Because of family tradition. Because we’ve always done it that way. Because it’s all we have. Because someone does it. Because we were told to.

For a few years at Thanksgiving I’d make oyster dressing. No one else in my household- spouse or any of the three kids- would even get close to the oyster dressing. I made it because…my mom always made it for Thanksgiving! I didn’t even realize that dressing/stuffing could be eaten without oysters! Christmas featured fruitcake. I don’t even like fruitcake, but we always had one for Christmas, so I’d munch away, pretending it was a natural act of mankind.

I acquired a taste for coffee during my last year of seminary when I decided to take a  Hebrew class. Late at night Steve Wamberg, Steve Shaffer, and I would drive over to The Golden Bear restaurant, drink coffee and study Hebrew flash cards. The Hebrew never stayed with me, but the taste for coffee did. Forty years later I’ve acquired a taste for Starbucks coffee, a brew that grew on me!

In recent years I’ve acquired tastes for Brussel sprouts, yogurt, and grits. Such notions would have made me break out in fits of laughter a few years ago.

There also seems to be “acquired tastes” of cultural ideas and trends. Last year the middle school where I coach was saturated with “fidget spinners.” Spinners were those handheld devices that were held by two fingers and spun. They became a “thing” that became classroom distractions. Teachers had nightmares because of fidget spinners. When they thought of the word “annoying” a picture of a fidget spinner would pop up in their minds.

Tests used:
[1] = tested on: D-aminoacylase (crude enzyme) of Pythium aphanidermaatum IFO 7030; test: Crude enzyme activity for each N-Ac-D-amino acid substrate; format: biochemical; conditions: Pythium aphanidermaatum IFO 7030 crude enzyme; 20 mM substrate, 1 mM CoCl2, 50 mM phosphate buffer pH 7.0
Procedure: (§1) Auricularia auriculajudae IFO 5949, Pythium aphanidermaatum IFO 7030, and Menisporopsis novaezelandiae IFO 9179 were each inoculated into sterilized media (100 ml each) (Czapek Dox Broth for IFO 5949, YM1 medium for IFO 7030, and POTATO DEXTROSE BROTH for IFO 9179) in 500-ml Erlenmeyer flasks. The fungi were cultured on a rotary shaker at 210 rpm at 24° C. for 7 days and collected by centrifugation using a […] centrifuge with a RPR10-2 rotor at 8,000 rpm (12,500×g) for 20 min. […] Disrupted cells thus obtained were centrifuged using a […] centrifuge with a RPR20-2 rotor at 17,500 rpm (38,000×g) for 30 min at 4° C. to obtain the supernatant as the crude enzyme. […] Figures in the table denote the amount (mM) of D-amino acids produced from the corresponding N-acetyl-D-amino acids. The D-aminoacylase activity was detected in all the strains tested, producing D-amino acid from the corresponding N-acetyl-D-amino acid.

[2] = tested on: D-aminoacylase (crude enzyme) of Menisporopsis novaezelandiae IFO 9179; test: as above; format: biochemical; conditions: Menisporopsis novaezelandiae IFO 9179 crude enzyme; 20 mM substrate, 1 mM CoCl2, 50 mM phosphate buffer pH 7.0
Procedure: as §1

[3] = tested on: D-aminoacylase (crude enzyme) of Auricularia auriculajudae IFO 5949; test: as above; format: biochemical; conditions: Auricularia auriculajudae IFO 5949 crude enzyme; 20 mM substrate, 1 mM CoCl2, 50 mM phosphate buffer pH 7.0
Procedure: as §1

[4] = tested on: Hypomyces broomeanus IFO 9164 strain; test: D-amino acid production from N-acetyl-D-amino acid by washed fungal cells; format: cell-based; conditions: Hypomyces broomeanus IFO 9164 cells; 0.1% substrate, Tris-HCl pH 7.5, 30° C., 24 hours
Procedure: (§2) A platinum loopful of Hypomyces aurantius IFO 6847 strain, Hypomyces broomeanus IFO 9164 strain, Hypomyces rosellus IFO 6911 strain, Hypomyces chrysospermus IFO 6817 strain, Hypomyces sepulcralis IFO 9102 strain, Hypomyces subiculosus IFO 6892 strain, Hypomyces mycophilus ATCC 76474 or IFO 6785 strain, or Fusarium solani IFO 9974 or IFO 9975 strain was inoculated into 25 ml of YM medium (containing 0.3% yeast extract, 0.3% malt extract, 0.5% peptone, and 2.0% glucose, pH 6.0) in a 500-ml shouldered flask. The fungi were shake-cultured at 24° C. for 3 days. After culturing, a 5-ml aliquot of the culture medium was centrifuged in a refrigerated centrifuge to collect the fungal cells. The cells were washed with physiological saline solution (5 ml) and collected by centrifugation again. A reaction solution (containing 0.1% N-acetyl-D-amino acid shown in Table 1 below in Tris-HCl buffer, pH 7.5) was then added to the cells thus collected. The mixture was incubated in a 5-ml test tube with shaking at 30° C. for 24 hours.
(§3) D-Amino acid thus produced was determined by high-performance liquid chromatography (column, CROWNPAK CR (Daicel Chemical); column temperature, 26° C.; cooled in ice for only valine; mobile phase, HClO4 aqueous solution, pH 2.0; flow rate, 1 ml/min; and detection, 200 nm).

What I noticed about “acquired cultural tastes” is that people sometimes follow along and partake simply because of others. It’s simply peer pressure shaped differently. There are issues or situations where following along is a good thing, a wise thing; and there are issues and situations where following along is ludicrous.

For example, towards the end of the 1800’s the overwhelming opinion in the United States was that Chinese immigrants were to be despised and discriminated against. Many businesses and corporations had policies that prohibited the hiring of Chinese. In fact, a person would be hard pressed to find someone who was sympathetic. The government sure wasn’t! People followed along in that “acquired taste” of hate and racism.

In the turbulence of our present culture recent “acquired tastes” have included national anthem protests, reefer gladness, consuming laundry detergent pods, and openly hoping that certain elected officials meet untimely deaths. They are like opinionated tsunamis that years from now will be looked upon, like the discrimination of Chinese immigrants, as making no sense whatsoever. For now, however, like flags blowing in the wind, people wave in the direction of the spouted opinion.

If a Hollywood starlet or recording artist makes a statement in the midst of one of the many award shows on TV you can be sure that numerous people will acquire the taste of that stance soon after. I guess that sounded somewhat opinionated, didn’t it?

Well, here’s another opinion! Most acquired tastes, with the exception of Starbucks coffee, should be un-acquired!